Although the importance of parenting styles directly influencing child development is well established, fewer studied have examined whether parenting styles also affect children’s behavioural problems indirectly, mediated through children’s academic self-concept (ASC). We examined direct and shared effects of parenting styles on behavioural problems of 199 Kurdish primary school children with a mean age of 11 years 7 months (range 11 years 5 months to 12 years 3 months). Questionnaires measured parenting styles (child version of Alabama Parenting Questionnaire), assessed children’s ASC (Myself-As-Learner Scale) and identified children’s behavioural problems with the Strengths and Difficulties Questionnaire (SDQ). PROCESS analysis was used to perform the mediation analysis. The results revealed that positive and negative parenting composites are indirectly related to children’s internalising behaviour problems. In addition, ASC partially mediated the relationship between the negative parenting composite and prosocial behaviour. However, the mediation analysis did not show the expected indirect effect of parenting styles on externalising problems as being mediated via ASC. Hence, we argue that the ASC serves as a significant mediator in the relationship between parenting styles with prosocial behaviour and internalising problems.
Keywords: Academic self-concept; Behavioural problems; Mediating effect; Parenting styles
Background: Little data are available on health-related quality of life (HRQOL) of children in Germany at the age of school enrollment. Objective: Aim of this study was to investigate the HRQOL of children during school enrollment and to determine its predictors with special focus on environmental factors. Methods: Data from the fifth survey of the Health-Monitoring-Units (GME) conducted in Bavaria (2010/2011) were analyzed. Parent-reported data on HRQOL using the KINDL-R(evised), the Strength and Difficulties Questionnaire (SDQ), socio-demographic characteristics and characteristics of the living environment were assessed. Results: The sample included a total of 3,744 children (45.9% female; mean age: 6.0; SD=0.4). Girls had significantly higher values than boys in total HRQOL (83.7 vs. 82.4, p =0.0001) and in all KINDL-R subscales except 'psychological well-being' and 'physical well-being'. For the latter, boys had significantly higher values than girls (84.1 vs. 82.9, p=0.0103). Multiple linear regression analysis showed that parental annoyance with air or noise pollution, possibility for children to safely play outside and the time a child is outside on weekdays in the summertime were significant predictors of total HRQOL measured by the KINDL-R. Obesity was not linked to HRQOL. Children with migration background had significantly higher values in the subscales 'family' and 'friends'. Conclusions: Environmental factors are associated with HRQOL in children at the age of school enrollment but only partially of relevant use. Although they show significant associations, their explanatory power of the variability observed is rather limited.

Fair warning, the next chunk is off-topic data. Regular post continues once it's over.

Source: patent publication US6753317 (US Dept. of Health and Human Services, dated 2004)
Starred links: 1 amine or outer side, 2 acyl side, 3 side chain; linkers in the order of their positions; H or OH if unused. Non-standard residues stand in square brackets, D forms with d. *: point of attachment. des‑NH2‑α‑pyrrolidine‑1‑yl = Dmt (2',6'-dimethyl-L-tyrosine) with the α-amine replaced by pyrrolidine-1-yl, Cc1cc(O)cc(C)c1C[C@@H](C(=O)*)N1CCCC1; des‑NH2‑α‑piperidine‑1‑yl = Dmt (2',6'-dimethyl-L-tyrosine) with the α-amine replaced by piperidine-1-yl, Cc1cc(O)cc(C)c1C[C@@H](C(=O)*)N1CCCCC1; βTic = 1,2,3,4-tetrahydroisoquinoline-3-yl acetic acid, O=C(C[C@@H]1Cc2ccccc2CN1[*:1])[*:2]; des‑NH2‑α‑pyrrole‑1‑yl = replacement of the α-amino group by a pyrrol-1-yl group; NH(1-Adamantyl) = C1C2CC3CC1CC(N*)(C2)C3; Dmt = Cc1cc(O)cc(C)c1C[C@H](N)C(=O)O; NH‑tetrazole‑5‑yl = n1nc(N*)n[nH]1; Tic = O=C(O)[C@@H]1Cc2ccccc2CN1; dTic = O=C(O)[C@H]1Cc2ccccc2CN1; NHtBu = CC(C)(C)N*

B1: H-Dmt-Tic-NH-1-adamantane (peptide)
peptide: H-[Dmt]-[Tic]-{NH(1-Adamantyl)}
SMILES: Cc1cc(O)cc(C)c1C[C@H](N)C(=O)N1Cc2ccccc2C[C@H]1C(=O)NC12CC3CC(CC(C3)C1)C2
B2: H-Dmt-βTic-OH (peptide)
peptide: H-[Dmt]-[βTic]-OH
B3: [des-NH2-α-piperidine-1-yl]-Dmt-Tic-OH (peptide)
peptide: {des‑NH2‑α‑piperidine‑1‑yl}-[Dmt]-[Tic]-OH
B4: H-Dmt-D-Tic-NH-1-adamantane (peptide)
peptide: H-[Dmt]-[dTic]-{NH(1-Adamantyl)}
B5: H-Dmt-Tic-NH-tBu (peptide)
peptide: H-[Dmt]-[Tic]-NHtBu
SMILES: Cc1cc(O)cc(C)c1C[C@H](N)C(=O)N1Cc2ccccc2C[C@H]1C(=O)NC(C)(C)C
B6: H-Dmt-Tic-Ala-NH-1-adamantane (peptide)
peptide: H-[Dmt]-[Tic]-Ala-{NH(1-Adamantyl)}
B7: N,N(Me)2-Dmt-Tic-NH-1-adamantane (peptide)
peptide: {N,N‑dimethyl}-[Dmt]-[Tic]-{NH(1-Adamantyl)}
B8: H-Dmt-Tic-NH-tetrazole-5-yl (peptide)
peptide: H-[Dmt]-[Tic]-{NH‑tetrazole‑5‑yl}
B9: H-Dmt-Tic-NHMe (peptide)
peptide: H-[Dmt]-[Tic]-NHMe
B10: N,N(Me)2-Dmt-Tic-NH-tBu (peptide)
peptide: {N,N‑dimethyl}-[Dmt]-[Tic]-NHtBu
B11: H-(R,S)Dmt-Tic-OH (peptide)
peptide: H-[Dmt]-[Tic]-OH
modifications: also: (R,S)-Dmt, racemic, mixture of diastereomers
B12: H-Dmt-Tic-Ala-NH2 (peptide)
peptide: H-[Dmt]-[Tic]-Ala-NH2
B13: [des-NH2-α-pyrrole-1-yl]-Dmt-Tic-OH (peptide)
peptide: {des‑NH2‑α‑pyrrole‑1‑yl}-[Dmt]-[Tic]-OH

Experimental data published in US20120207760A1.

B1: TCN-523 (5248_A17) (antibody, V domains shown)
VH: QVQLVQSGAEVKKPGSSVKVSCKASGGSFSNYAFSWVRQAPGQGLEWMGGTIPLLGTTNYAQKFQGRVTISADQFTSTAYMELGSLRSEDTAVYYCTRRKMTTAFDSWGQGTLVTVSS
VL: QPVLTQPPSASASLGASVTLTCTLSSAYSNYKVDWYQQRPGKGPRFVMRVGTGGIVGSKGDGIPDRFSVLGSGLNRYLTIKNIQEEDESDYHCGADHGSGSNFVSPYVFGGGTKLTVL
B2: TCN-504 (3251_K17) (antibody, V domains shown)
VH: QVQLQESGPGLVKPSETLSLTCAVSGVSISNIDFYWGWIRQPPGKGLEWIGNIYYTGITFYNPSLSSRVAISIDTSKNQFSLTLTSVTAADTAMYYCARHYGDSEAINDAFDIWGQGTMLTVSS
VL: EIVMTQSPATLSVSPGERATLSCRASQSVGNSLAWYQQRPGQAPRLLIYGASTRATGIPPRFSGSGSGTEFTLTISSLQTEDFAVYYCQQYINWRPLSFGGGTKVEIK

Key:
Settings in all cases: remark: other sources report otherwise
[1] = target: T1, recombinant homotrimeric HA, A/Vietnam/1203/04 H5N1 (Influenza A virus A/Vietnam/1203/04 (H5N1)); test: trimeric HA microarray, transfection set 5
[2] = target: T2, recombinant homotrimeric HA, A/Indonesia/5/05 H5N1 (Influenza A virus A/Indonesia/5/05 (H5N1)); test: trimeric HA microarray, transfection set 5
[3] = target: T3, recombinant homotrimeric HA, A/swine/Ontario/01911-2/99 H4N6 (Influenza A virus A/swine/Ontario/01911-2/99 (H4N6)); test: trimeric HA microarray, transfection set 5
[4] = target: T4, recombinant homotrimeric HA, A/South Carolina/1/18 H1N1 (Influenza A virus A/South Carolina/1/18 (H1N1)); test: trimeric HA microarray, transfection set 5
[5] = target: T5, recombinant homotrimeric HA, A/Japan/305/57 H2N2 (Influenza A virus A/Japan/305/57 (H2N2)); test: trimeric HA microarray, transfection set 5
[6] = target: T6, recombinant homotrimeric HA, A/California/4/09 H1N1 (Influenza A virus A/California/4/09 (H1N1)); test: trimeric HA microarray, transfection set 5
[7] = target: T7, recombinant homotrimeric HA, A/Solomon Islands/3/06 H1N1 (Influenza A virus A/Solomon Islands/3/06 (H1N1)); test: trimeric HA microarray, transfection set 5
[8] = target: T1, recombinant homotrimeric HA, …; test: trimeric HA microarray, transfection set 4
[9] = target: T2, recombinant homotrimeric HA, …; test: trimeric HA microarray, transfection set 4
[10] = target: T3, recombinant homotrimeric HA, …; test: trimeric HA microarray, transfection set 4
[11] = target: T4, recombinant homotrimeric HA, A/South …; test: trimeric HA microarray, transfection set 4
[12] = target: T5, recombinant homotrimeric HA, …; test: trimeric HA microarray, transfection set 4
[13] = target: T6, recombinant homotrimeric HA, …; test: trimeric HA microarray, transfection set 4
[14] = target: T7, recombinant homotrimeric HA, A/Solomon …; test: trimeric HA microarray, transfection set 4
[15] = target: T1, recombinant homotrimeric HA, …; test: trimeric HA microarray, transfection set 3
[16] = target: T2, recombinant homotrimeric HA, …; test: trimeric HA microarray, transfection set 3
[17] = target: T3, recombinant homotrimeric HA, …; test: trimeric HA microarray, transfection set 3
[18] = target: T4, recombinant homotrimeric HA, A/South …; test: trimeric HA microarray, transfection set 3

Keywords: Children; health-related quality of life; environmental factors; predictors
OBJECTIVE: This study examined the association between autism spectrum disorder (ASD) symptom severity and academic outcomes and classroom functioning in a community-based sample of children with and without ADHD. METHOD: Participants included children with ADHD (n =179) and a non-ADHD group (n =212). ASD symptom severity, academic and learning skills, and classroom functioning were assessed via teacher report using the Social Skills Improvement System (SSIS; ASD and Academic Competence subscales) and the Strengths and Difficulties Questionnaire (SDQ; all subscales). RESULTS: Children with ADHD had higher teacher-reported ASD symptoms than children without ADHD (beta= .62, p< .001). Greater teacher-reported ASD symptoms were associated with more behavioral difficulties in the classroom for children with ADHD (beta= .50, p< .001). There was little evidence of an association between academic competence and ASD symptom severity in children with ADHD (beta= -.11, p = .15). CONCLUSION: ASD symptoms are associated with elevated classroom behavioral difficulties for children with ADHD.
Keywords: ADHD; ADHD; autism spectrum disorders (ASD); children